The effects of palm oil-plantations has on Orangutans

Oil_palm_plantation_in_Cigudeg-04

As we have written before, one of the new owners of Battersea Power Station, Sime Darby, is one of the worlds largest producers of Palm Oil and has been accused of illegal logging in the rain forest of Borneo and Sumatra as well as destroying the habitat of the endangered Orangutan.

The UK government has voted to offer subsides to power stations for the burning of large portions of palm oil and other biofuels. An increased demand for palm oil poses a big threat to rain forest and the Orangutans habitat.

Famous British author of fantasy novels, Terry Pratchett, visited Borneo in 1994 and fell in love with the Orangutans. Recently he returned for a BBC-documentary, Terry Pratchett: Facing Extinction, to see how the orangutans turned out.

To see what effects palm oil-plantations have on these endangered animals, please watch Terry Pratchett: Facing Extinction.

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Palm oil biofuel is endangering the homes of Orangutans

The UK Government are proposing to support the burning of 500,000 tonnes of bio liquid per year in power stations. The largest part of this fuel will be palm oil, since it is the cheapest vegetable oil. One such Combined Heat and Power Station is planned for the Battersea Power Station site.

Even though some bio liquids can be good and environmentally friendly, the use of palm oil ruins the rainforest and the home of orangutan, an animal that today is nearly extinct.

We have written before how Sime Darby, new owners of Battersea Power Station, have carried out illegal logging in rain forests and endangered the homes of orangutans. So Sime Darby, with their production of palm oil,  is not only a threat for Battersea Power Station, but also for orangutans, the rainforest and in the end our environment.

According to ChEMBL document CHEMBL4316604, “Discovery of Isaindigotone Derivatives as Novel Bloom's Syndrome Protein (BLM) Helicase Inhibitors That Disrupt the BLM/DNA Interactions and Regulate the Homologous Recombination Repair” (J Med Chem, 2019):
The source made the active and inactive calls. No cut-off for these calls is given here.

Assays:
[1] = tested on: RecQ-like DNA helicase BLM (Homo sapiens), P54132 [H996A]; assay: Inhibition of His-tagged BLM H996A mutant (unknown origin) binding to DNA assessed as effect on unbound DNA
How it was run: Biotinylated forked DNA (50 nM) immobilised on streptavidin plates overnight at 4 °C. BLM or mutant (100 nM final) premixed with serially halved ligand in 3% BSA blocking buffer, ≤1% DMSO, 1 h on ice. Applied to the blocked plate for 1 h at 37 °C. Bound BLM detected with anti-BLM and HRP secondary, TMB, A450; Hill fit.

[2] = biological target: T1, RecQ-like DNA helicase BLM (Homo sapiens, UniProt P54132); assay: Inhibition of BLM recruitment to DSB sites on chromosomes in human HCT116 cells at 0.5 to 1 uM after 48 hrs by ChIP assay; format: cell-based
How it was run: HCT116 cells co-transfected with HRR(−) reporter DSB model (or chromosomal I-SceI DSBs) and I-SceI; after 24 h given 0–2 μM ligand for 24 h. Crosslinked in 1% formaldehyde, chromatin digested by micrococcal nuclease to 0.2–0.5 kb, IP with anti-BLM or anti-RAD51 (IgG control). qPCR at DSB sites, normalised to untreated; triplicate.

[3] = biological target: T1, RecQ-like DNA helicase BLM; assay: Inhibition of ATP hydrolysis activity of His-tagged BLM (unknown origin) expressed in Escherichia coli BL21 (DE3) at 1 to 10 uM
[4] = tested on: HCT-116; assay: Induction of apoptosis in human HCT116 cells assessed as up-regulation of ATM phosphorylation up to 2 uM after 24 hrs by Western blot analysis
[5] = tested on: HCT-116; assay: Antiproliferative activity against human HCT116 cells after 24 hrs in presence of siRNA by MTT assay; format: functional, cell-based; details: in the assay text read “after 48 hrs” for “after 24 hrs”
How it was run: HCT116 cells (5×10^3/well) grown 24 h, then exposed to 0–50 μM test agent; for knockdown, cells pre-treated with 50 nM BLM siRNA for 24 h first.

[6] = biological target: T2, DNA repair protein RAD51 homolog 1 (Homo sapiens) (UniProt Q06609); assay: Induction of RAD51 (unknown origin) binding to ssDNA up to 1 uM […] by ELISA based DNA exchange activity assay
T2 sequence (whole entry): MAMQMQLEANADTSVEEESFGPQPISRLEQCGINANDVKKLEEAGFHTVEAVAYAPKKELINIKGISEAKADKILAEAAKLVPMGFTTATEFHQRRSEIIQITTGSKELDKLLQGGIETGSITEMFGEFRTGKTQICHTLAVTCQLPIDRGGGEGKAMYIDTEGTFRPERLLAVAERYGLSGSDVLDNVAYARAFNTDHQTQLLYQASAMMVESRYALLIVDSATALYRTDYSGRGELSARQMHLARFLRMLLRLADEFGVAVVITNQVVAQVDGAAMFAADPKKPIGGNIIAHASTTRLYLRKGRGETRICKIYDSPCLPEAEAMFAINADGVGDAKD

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Should We Trust Sime Darby with Battersea Power Station?

The Malasian company Sime Darby is one of the worlds largest producers of Palm Oil. They also make up 40% of the comglomerate which now owns and is redeveloping the Batersea Power station and surounding area.

The company has been surrounded by controversy over its ethical practices. According to a recent Friends of the Earth report Sime Darby has carried out illegal logging in the rain forests of Borneo and Sumatra, home to endangerd speicies such as the Orangutan, to make way for palm oil plantations.
Sime Darbys Palm Oil opperations in Liberia are equally dubious with the company accused of swallowing up farmlands and forests used by local communities to sustain their livelihoods.
The company has been exposed for running an aggressive Greenwash campaign to try and “counter the negative perceptions surrounding the Palm Oil Industry”. The campaign involved the funding of a series of TV shows which were shown on CNBC and the BBC. The films where presented as current affairs when in fact the company which produced them; the FBC Group (ironically standing for Fact Based Media), where in the pay of Sime Darby and the Malaysian government.

Sime Darbys track record show it to be a company with little concern for local communities or the environment. They are driven only by profit and to this end will spend millions to appear “ethical” and “Sustainable” whilst continuing with business as usual. This film asks if we should trust such a company with the redevelopment of one of Britain’s most famous and Iconic buildings.

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Silwood Soil Contamination: Higgins’ response

Once they were gardens

Based on residents’ concerns about the mysterious and unspecified “soil contamination” of the back gardens of dwellings in phase 3A of the Silwood estate we put together our own “Frequently asked Questions” and put them to Higgins, the contractor:

9th July 2010

Re: Removal of topsoil on Silwood Estate SE16

Given the confusion among residents over this issue, we are contacting you formally to ask several questions about the topsoil, the contamination, and the ongoing digging works. Our questions are: